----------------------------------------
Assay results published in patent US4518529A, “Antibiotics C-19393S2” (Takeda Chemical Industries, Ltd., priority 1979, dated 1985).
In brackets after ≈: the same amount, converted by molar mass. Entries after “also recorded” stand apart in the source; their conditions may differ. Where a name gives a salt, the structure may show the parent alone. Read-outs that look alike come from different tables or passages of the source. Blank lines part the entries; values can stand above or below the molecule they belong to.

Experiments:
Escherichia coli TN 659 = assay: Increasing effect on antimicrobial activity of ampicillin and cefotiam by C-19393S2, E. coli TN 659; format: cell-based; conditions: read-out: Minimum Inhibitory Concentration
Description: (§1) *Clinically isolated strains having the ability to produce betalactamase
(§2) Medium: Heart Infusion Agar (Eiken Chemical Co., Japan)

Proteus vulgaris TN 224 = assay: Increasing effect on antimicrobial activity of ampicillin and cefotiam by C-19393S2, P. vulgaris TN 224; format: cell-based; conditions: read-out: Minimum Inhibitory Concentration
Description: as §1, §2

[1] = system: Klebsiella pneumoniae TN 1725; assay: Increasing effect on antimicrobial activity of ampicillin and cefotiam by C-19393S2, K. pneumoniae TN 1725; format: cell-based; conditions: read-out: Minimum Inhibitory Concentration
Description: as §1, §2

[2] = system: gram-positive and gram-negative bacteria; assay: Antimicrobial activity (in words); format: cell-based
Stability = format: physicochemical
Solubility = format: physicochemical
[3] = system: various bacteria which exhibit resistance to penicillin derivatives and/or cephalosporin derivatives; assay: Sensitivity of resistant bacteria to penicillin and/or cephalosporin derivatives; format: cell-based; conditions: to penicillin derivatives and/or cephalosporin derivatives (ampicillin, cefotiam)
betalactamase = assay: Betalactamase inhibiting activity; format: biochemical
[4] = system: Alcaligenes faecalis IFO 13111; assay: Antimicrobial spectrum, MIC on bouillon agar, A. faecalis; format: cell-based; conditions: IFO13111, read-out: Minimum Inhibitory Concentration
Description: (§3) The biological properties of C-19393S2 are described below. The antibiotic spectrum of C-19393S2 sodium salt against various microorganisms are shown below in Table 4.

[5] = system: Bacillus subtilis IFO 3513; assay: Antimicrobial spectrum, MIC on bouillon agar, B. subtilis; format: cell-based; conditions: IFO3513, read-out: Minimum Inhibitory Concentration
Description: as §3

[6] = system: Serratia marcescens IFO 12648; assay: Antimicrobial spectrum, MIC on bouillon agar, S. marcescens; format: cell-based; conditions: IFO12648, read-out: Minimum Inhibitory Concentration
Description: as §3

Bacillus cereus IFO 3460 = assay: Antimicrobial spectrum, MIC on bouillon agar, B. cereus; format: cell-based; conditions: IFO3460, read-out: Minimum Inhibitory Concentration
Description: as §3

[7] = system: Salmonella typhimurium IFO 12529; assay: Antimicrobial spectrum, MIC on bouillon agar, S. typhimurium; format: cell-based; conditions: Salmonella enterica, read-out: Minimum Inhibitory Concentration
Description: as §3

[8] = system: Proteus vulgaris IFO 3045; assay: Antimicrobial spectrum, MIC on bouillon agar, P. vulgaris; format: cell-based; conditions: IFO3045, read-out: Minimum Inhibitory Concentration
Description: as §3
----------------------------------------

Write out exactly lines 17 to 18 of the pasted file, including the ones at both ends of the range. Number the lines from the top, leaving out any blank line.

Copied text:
Description: (§3) The biological properties of C-19393S2 are described below. The antibiotic spectrum of C-19393S2 sodium salt against various microorganisms are shown below in Table 4.

[5] = system: Bacillus subtilis IFO 3513; assay: Antimicrobial spectrum, MIC on bouillon agar, B. subtilis; format: cell-based; conditions: IFO3513, read-out: Minimum Inhibitory Concentration